Where violent political conflict affects daily life in the Philippines , words are powerful. An adjective can elevate a woman’s social standing or condemn her to social censure. A noun can paint her either as a friend or an enemy — a critical distinction in conflict zones.

Women activists confront traditions that dictate the role women  should play in the family and community. Philippine society largely maintains the outdated belief that a woman’s “proper” place is at home. "Women human rights defenders face twice the threats facing male human rights defenders, because of the double standards and the additional layer of oppression we face as women,” Palabay added.

Women defenders are frequently threatened by members of their own communities, and even their families, who see their work as a challenge to the traditional role of women.

Waewrin Buangern, called Jo, belongs to the organization Rak Ban Haeng, which means “We love Ban Haeng”. It’s a fitting name for a community organization that works to oppose a Lignite mining company in the village of Ban Haeng in the Ngao district of the Lampang province in northern Thailand. Lignite is a low-grade type of coal and the dirtiest of all fossil fuels.

Since 2010, the group has been speaking out against the operations of the mining company Green Yellow Co. Ltd. They fear the impact of the mining activities on the health and livelihoods of the people in the village.

Buangern was placed under surveillance by police and has faced intimidation and threats for defending her community’s land.  

Representatives from the mining company paid a visit to the school, where she works as a teaching assistant for children with special needs. They pressured the school director until the director warned Buangern that her work is controversial and could tarnish the image of their institution.

When that didn’t stop Banguern, the company turned to bribes. Using her kin as mediators, the company offered her money and a new car to quit opposing the mining project.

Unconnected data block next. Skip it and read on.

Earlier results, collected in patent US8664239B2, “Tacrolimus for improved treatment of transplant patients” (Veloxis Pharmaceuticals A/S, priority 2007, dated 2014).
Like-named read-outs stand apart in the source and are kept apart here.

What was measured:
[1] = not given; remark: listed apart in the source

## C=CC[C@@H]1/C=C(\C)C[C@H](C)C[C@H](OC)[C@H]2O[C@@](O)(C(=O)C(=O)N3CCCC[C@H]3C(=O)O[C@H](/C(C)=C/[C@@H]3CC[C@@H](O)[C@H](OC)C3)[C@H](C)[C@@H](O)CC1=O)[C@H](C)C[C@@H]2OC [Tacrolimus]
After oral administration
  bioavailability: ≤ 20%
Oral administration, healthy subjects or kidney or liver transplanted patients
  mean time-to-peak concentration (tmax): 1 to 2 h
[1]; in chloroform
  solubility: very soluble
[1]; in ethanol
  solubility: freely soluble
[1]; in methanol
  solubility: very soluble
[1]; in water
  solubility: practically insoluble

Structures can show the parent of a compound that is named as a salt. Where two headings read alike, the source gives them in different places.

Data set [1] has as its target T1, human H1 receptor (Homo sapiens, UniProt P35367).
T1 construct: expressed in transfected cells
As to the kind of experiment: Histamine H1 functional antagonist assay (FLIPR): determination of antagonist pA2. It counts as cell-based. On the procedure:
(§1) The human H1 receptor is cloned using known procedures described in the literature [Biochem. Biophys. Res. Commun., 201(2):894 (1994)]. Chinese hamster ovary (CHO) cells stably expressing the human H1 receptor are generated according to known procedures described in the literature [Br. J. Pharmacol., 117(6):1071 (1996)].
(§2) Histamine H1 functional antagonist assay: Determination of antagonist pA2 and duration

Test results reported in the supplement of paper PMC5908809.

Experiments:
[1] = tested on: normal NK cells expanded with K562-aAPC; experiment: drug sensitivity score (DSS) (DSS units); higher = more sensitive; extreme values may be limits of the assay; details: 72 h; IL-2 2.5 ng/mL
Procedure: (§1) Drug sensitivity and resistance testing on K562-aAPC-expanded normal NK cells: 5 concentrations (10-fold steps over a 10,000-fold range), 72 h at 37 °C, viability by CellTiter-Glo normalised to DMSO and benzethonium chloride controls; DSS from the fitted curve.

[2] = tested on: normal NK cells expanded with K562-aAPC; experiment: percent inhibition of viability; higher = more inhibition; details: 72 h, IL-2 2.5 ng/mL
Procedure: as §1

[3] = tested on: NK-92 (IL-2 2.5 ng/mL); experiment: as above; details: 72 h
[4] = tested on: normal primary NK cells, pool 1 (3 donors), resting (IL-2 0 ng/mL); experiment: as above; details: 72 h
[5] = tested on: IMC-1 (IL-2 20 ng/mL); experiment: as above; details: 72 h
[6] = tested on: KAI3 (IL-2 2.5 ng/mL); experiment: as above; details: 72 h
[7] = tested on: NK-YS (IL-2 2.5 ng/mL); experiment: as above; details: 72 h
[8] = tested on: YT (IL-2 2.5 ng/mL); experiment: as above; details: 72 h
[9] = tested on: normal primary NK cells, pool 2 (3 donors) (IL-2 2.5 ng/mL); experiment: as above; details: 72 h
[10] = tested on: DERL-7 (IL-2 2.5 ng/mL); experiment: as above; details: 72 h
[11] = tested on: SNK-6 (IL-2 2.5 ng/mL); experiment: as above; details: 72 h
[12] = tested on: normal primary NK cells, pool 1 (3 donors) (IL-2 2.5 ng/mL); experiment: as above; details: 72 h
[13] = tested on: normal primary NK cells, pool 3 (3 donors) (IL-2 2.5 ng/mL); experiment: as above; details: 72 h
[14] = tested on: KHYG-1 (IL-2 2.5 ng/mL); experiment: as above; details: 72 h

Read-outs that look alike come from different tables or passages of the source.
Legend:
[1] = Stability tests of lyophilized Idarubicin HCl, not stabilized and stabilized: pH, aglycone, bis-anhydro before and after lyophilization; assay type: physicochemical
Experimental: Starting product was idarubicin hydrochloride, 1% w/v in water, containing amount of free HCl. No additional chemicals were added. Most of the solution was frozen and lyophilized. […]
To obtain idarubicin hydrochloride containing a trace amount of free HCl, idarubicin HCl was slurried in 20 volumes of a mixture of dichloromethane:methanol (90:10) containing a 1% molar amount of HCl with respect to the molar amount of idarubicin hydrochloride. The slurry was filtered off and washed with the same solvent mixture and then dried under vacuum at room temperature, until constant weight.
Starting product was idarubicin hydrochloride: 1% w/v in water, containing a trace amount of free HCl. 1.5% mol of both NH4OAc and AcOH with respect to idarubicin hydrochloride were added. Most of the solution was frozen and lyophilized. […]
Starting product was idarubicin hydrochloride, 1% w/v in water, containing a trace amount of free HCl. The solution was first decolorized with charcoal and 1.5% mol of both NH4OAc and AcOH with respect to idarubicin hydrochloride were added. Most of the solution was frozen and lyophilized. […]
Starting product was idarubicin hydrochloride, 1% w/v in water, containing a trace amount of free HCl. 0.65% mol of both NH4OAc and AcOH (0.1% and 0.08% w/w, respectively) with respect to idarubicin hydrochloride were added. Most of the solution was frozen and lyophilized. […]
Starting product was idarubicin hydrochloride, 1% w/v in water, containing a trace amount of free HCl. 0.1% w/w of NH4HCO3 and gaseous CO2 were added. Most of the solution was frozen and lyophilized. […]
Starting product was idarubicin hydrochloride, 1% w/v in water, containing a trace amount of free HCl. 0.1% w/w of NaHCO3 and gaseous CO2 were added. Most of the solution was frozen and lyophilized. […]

Global Witness’ On Dangerous on Ground Report showed that the majority of the killings of 42 land and environmental defenders in 2015 were linked to the mining industry. The report noted that the actual death toll might be higher, since many of the killings occurred in remote villages or deep in rainforests, and thus may not have been reported as related to human rights activism.

In spite of the risks, Buangern never considered giving up. “Although victory is still far from sight, what I know is that we have not lost yet,” she said. Buangern fights to ensure a future where young people in her community can still enjoy land untainted by the anticipated environmental destruction of the mining operation. “We have started working with the young people in our community to make them aware and teach them that they should defend their home,” she said.

Defying norms

In Southeast Asia, cultural norms and practices of most traditional societies work to keep women from taking on the roles that Malalya palabar and Banguern have taken on.

Helda Khasmy, a human rights defender who leads the Riau chapter of Indonesian women’s organization Seruni, explains how they use organizing and alliance-building as powerful strategies to push back. Khasmy said her organization addresses the interconnected issues faced by women in the community. Seruni-Riau provides services to women and children victims of sexual abuse and tackles pressing community concerns, such as the thick haze from forest fires that is affecting the villagers. The slash-and-burn techniques used by firms to clear the woodlands surrounding forest cause the wild fires.

She said the two companies responsible for the haze in the province of Riau, Asia Pacific Resources International (April) and Sinar Mas, are protected by the military. “You cannot defeat these companies just by putting a poster out. They have guns, they have the government army supporting them,” she said.

To publicize their issues, Khasmy writes in the newspapers, talks on local television and at university forums, and organizes young women on campuses. “We achieved small victories from the government, like services for haze victims, after a lot of local and international pressure. We push for national and international solidarity. Sometimes we build alliances with the lower levels of government to fight at the national level. When we demonstrate, I call the governor to give him a message. We ensure that he signs the commitment in front of us.They (local government) come out because we have large constituencies,” she explained.

This same strategy helped Malayao and other defenders during the police crackdown in Manila in Oct. 2016. Health workers who joined in support of indigenous people’s rights were the first responders to those injured. Paralegals also helped free 25 people illegally arrested by police that day.

We link the struggles and issues of indigenous peoples with other oppressed Filipinos as women, as workers, as peasants. We reach out to professionals, the church and academics. We are able to achieve greater victories through our collective struggle,” Khasmy added.

Even though her opponents view her as a troublemaker, Khasmy continues to speak out. “My problems cannot be solved by myself, but with all of the women in the local and national community. I want my children to lead good lives  in the future, but I cannot fight for only my children. I must organize every woman so they can do what I can do.”